The finite-difference time-domain (FDTD) method is a powerful
numerical approach to solve Maxwell\('\)s equations in the time-domain using
discretization of space and time. This article is a first-principles
overview of the algorithm.

2 Theory

Maxwell\('\)s equations in the
time-domain in free space are written as
\[\begin{eqnarray}
\label{maxwell1}\nabla\times\mathbf{E}&=&\frac{-\partial\mathbf{B}}{\partial
t}\:
(Faraday's\;law)\\
\label{maxwell2}\nabla\times\mathbf{H}&=&\mathbf{J}+\frac{\partial\mathbf{D}}
{\partial t}\:(Ampere's\;law)\\
\label{maxwell3}\nabla\cdot\mathbf{D}&=&\rho\\
\label{maxwell4}\nabla\cdot\mathbf{B}&=&0
\end{eqnarray}\]
where \(\mathbf{E}\), \(\mathbf{H}\), \(\mathbf{D}\), \(\mathbf{B}\), \(\rho\) and \(\mathbf{J}\) denote electric field,
magnetic field, electric flux density, magnetic flux density, external
charge density, and electric current density, respectively. Maxwell\('\)s equations can be expanded in three
dimensions (3D) as
\[\begin{eqnarray}
\label{expanded1}\frac{\partial E_{x}}{\partial
t}=\frac{1}{\varepsilon_{0}}\left
(\frac{\partial H_{z}}{\partial y}-\frac{\partial H_{y}}{\partial
z}\right)\\
\label{expanded2}\frac{\partial E_{y}}{\partial
t}=\frac{1}{\varepsilon_{0}}\left
(\frac{\partial H_
{x}}{\partial z}-\frac{\partial H_{z}}{\partial x}\right)\\
\label{expanded3}\frac{\partial E_{z}}{\partial
t}=\frac{1}{\varepsilon_{0}}\left
(\frac{\partial H_
{y}}{\partial x}-\frac{\partial H_{x}}{\partial y}\right)\\
\label{expanded4}\frac{\partial H_{x}}{\partial
t}=\frac{1}{\mu_{0}}\left(\frac
{\partial E_{y}}
{\partial z}-\frac{\partial E_{z}}{\partial y}\right)\\
\label{expanded5}\frac{\partial H_{y}}{\partial
t}=\frac{1}{\mu_{0}}\left(\frac
{\partial E_{z}}
{\partial x}-\frac{\partial E_{x}}{\partial z}\right)\\
\label{expanded6}\frac{\partial H_{z}}{\partial
t}=\frac{1}{\mu_{0}}\left(\frac
{\partial E_{x}}
{\partial y}-\frac{\partial E_{y}}{\partial x}\right)
\end{eqnarray}\]
where the electric and magnetic fields are related to the
corresponding flux densities through the freespace values of the
electric permitivity (\(\varepsilon_{0}\)) and magnetic
permeability (\(\mu_{0}\)) as
\[\begin{eqnarray}
\mathbf{D}&=&\varepsilon_{0}\mathbf{E}\\
\mathbf{B}&=&\mu_{0}\mathbf{H}
\end{eqnarray}\]

3 Discretization in space and
time

As can be seen the expanded Maxwell equations include continuous
derivatives in time and space which are required to be solved
numerically. These derivatives are approximated by central differences
with \(2^ {nd}\) order accuracy
\[\begin{equation}
\label{central_diff}\frac{\partial{f(x)}}{\partial{x}}\approx\frac{f(x+\Delta
x)-f
(x-\Delta x)}
{\Delta x}
\end{equation}\]
Figure 1 provides a visual representation of the central finite
difference in comparison with the exact definition of the first
derivative. In order to support the central differences and have the
relationship between \(\bf{E}\) and
\(\bf {H}\) it is necessary to offset
the two fields. This discretization is accomplished using Yee cells in a
rectangle grid [1-2], see figure 2. These Yee cells form meshing in the
grid to sample the electric and magnetic fields. Each individual
component of one field is surrounded by the four components of the other
field due to the special arrangement of the field components.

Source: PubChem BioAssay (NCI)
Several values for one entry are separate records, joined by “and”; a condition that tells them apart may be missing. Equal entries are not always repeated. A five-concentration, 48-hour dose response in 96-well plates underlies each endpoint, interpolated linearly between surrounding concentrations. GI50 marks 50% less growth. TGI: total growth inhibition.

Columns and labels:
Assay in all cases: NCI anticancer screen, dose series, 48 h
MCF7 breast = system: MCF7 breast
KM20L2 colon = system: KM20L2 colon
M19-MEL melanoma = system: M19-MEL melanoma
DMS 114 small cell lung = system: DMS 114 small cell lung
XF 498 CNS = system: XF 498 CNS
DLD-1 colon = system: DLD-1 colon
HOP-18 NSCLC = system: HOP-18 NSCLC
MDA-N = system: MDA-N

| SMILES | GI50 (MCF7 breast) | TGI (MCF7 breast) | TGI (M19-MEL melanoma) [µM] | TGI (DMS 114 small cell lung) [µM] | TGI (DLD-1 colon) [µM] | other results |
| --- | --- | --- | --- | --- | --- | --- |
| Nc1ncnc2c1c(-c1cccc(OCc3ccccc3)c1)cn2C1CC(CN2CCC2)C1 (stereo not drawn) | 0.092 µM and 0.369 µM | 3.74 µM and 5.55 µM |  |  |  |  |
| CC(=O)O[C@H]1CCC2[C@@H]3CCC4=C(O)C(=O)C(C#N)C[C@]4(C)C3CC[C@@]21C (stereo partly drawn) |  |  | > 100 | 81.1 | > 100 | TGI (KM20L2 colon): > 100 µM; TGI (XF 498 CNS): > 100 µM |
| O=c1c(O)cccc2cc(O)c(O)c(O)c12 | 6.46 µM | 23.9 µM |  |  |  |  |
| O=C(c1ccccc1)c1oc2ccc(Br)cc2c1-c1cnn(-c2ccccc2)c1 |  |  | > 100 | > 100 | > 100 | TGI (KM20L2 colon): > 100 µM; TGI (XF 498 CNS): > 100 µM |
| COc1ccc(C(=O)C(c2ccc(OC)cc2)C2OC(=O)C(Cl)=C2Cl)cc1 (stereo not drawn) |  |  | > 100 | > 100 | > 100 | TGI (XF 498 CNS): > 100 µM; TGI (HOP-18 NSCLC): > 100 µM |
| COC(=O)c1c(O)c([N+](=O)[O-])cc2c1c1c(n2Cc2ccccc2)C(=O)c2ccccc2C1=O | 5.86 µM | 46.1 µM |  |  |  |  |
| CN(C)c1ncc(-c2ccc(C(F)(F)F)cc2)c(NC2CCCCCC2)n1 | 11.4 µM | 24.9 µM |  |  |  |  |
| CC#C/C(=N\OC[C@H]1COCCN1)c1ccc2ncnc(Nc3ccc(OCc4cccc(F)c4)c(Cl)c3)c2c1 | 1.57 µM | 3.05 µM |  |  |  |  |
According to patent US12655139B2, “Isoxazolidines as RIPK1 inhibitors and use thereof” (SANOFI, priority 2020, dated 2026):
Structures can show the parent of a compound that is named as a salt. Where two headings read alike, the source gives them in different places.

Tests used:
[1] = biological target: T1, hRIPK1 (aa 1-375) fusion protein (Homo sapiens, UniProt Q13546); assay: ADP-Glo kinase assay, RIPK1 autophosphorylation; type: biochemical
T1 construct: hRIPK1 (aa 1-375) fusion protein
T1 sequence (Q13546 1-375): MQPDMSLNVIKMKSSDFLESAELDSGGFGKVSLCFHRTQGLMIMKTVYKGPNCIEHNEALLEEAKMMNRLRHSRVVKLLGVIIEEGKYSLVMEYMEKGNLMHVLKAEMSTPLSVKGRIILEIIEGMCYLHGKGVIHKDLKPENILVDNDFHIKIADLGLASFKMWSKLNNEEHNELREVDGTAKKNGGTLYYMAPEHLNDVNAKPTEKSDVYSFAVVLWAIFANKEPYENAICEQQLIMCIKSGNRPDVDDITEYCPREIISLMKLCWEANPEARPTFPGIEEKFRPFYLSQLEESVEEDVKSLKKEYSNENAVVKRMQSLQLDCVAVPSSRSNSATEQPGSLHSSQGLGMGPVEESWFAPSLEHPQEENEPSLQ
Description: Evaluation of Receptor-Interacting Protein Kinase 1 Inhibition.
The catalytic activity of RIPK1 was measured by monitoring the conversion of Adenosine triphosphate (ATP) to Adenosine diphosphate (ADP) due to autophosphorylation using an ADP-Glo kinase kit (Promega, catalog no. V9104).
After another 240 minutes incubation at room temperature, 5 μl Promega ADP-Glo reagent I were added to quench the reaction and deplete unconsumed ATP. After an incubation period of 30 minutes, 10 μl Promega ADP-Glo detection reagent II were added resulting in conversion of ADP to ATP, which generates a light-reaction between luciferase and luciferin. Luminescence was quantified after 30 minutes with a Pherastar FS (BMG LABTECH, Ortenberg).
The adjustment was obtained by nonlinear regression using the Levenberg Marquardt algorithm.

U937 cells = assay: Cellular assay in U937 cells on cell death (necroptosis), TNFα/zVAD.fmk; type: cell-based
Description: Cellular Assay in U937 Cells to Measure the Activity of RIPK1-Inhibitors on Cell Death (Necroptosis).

In further support of the relationship between \(\bf{E}\) and \(\bf{H}\), the updating process is performed
using leapfrog scheme [1-2] in which the electric and magnetic field
components are evaluated alternately in the time domain such that the
updated electric field components are obtained using the updated
magnetic field components that were calculated in the preceding step.
Figure 3 illustrates this process for 1D sequential updating the
electric and magnetic field.
The central difference expression, along with the leapfrogging in
time allows the approximation of Maxwell\('\)s equations to obtain update
equations. For instance, in the two-dimensional case with the transverse
electric (TE: \(H_x\), \(H_z\), and \(E_y\) ) polarization is obtained through
the 2D-Yee scheme (the xz-cut of the 3D-Yee cell including \(H_x\), \(H_z\), and \(E_y\)). The
discretized field components can be derived from the expanded equations
for \(H_x\), \(H_z\), and \(E_y\) when
\(\frac{\partial}{\partial
y}\rightarrow0\) as
\[\begin{eqnarray}
E_{y}^{n+1}(i,k) & = & E_{y}^{n}(i,k)+\frac{\Delta
t}{\varepsilon_{0}\,\Delta
z}\left[H_{x}^{n+0.5}(i,k)-H_{x}^{n+0.5}(i,k-1)\right]\nonumber \\
& & -\frac{\Delta t}{\varepsilon_{0}\,\Delta
x}\left[H_{z}^{n+0.5}(i,k)-H_{z}^
{n+0.5}(i-1,k)\right]\\
H_{x}^{n+0.5}(i,k)&=&H_{x}^{n-0.5}(i,k)+\frac{\Delta
t}{\mu_{0}\,\Delta z}\left[E_
{y}^{n}(i,k+1)-E_{y}^{n}(i,k)\right]\\
H_{z}^{n+0.5}(i,k)&=&H_{z}^{n-0.5}(i,k)-\frac{\Delta
t}{\mu_{0}\,\Delta x}\left[E_
{y}^{n}(i+1,k)-E_{y}^{n}(i,k)\right]
\end{eqnarray}\]
where the superscript n represents the time step. The indices i and k
denote the spatial indices along the x and z directions. The discretized
equations for the transverse magnetic (TM: \(E_x\), \(E_z\), and \(H_y\)) can also be similarly obtained in
the same manner.

References:

A. Taflove, S. C. Hagness, Computational Electrodynamics: The
Finite-Difference Time-Domain Method 3rd edition. Artech House,
2005.

K. S. Yee, Numerical solution of initial boundary value problems
involving maxwells equations in isotropic media, IEEE Trans.Antennas
Propag., vol. 14, no. 5, pp. 302307, May 1966.